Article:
Specifically, regulators should also look carefully at withdrawn claims and any related settlements, to see how many staff end up gagged.
Lastly, the much derided National Guardian’s Office has confirmed its refusal to review NHS whistleblower cases until Employment Tribunal claims are concluded.
Email 4 July 2017 by the National Guardian’s Case Review manager to a current NHS whistleblower:
“…I can confirm that outstanding decisions relating to a particular case include those to be made by an employment tribunal…Therefore, as you have informed us that you have submitted your case for consideration by an employment tribunal, I can confirm that we are unable to currently consider your case for review.”
Obviously, this can drag things out for years.
So, the “nimble” office that Francis promised us would ensure confidence in speaking up by both preventing reprisal and quickly correcting detriment, proves to be nothing but a tailor’s dummy that stands meekly by whilst whistleblowers get a thorough thrashing.
This is not unexpected but very bad news for patient safety, as is the National Guardian’s refusal to actively pursue whistleblowing law reform, despite expert consensus that this is needed.
Robert Francis should revisit his recommendations given the gap between his promises and the predictably woeful delivery by the DH and its organs.
Robert Francis, report of the Freedom To Speak Up Review, 11 February 2015
“97 I believe that the Principles and Actions in this report should together make it safe for people to speak up, and provide redress if injustice does occur. The creation of Freedom to Speak Up Guardians and an Independent National Officer in particular are key components of this, to provide support and ensure the patient safety issue is always addressed.”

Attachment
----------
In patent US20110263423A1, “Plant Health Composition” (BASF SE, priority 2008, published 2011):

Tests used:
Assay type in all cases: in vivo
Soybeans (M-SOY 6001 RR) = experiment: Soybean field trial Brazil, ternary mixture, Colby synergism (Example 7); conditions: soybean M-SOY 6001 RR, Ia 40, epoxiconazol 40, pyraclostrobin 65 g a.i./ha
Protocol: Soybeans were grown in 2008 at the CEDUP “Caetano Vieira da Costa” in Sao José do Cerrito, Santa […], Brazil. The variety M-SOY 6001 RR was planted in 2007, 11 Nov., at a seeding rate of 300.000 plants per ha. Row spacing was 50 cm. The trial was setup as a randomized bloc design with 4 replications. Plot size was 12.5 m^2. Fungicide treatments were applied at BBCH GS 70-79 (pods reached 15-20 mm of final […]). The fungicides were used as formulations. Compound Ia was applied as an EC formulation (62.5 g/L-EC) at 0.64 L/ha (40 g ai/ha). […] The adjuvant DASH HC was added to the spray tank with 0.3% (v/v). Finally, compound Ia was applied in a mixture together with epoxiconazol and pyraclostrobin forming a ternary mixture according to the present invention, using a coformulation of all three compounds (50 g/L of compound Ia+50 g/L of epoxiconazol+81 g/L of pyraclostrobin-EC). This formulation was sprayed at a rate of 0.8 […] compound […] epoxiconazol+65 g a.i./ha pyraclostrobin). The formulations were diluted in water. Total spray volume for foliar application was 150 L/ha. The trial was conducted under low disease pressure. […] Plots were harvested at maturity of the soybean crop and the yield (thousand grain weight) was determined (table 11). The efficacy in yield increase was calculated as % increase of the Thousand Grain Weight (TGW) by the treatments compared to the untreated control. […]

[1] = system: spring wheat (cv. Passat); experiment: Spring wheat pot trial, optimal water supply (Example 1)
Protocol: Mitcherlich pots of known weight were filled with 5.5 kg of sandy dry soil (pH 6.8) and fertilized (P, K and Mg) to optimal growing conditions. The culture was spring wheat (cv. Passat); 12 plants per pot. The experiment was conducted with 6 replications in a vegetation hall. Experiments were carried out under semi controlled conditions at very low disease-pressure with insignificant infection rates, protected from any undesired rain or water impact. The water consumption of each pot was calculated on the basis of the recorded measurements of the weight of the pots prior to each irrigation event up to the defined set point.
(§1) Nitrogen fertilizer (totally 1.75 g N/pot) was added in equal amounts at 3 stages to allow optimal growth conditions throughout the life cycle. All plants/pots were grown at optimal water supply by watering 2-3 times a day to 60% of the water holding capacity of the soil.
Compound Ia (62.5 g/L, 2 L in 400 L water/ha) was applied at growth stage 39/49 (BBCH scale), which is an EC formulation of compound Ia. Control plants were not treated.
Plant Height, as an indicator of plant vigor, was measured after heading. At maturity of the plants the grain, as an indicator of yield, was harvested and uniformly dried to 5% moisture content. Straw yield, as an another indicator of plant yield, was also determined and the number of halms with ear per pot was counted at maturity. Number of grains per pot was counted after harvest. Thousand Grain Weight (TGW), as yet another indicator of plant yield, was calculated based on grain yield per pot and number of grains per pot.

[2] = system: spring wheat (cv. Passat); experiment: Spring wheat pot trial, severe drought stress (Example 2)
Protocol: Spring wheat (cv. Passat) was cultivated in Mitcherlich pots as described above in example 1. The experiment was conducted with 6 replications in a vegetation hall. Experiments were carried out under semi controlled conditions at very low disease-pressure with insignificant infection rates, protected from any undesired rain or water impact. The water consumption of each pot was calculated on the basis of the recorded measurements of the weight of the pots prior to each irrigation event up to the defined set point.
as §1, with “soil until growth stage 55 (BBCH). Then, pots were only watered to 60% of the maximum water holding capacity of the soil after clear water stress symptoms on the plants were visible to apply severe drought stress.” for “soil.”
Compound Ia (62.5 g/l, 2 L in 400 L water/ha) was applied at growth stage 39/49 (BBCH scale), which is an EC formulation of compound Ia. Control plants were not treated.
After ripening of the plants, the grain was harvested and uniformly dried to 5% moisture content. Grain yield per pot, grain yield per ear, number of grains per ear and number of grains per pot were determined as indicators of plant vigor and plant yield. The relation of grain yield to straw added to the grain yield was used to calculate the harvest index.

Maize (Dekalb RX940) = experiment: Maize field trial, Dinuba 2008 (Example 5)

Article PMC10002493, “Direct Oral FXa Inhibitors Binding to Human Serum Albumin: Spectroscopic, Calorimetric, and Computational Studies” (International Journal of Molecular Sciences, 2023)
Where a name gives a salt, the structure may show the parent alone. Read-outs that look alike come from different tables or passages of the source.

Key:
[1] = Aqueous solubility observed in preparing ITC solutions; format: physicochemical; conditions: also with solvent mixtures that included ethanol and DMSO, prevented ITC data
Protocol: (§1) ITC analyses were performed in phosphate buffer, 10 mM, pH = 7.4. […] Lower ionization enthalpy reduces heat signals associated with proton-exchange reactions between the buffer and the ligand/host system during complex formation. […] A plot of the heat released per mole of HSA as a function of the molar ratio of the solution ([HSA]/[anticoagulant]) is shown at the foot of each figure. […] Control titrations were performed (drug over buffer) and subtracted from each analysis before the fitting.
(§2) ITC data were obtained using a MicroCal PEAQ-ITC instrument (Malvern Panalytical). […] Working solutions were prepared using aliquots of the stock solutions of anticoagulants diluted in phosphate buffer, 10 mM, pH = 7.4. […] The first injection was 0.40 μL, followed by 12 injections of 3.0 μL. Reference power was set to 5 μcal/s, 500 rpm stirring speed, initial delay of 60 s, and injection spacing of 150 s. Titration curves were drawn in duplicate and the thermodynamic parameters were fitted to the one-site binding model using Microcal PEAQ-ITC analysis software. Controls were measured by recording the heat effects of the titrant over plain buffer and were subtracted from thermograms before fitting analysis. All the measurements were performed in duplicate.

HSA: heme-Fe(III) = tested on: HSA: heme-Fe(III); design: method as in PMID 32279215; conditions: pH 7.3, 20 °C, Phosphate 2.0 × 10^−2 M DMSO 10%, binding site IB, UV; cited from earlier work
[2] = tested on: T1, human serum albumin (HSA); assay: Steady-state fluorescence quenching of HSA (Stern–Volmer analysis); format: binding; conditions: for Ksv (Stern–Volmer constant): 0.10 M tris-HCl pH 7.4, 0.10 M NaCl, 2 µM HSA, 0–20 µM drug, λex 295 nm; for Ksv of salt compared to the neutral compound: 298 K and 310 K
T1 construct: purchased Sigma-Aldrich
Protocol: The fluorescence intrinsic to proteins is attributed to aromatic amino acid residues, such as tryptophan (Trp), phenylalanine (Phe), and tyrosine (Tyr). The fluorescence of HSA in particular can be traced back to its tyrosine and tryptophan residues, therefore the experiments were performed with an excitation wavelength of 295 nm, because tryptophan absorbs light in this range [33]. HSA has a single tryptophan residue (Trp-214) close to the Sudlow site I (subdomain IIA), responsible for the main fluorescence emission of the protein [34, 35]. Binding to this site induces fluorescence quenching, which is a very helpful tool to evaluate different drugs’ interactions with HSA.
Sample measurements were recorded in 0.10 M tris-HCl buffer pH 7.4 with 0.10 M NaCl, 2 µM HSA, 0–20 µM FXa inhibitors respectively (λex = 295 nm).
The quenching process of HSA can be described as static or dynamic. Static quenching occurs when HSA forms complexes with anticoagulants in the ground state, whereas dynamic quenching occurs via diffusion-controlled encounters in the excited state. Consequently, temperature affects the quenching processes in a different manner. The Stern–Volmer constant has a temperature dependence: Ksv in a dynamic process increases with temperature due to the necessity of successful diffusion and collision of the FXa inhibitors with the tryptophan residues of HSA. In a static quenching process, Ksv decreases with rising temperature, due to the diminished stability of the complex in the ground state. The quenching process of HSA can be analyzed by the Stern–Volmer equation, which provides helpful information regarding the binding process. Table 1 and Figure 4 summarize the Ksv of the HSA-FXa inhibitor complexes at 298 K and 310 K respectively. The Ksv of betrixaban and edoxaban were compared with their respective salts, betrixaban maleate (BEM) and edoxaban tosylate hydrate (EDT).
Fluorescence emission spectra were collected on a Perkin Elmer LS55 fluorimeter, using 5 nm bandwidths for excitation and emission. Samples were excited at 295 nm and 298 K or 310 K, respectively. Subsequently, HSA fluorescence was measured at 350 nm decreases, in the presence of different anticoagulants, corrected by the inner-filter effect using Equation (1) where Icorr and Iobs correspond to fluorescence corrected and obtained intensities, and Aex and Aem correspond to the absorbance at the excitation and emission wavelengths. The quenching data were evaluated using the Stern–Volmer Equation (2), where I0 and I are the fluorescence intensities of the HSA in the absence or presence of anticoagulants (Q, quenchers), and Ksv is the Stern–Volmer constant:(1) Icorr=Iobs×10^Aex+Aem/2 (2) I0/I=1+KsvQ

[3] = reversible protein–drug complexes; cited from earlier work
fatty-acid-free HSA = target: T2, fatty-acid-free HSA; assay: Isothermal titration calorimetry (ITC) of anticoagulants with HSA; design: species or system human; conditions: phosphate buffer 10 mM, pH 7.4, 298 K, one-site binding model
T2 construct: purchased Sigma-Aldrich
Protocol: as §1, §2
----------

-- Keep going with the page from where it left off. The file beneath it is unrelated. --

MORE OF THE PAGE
1. National Guardian reprieves employers but condemns whistleblowers and patients
2. East Lancashire NHS Trust: Triumph CQC style
3. Protecting whistleblowers in the UK. A damning critique of current UK whistleblowing law by Blueprint for free speech, May 2016
1 Securing a sustainable NHS workforce for the future, NHS Improvement 29 June 2017
2 Understanding staff wellbeing, its impact on patient experience and healthcare quality, Giuseppe Paparella, Picker Institute and Centre for Mental Health June 2015
3 In 2016, 24.1% of NHS staff reported bullying and harassment from other staff in the previous twelve months
4 Discrimination allowed to “flourish unchecked” as employment tribunal claims fall by 9,000 a month, TUC, 2 November 2016
Unfair dismissal cases slump under tribunal fee system, study shows, Guardian 4 November 2016
5 Time for change, Public Concern at Work, July 2016
Inside Story, Public Concern at Work, May 2013
6 3000 female workers to benefit as NHS Scotland equal pay claims settled, Herald, 23 March 2016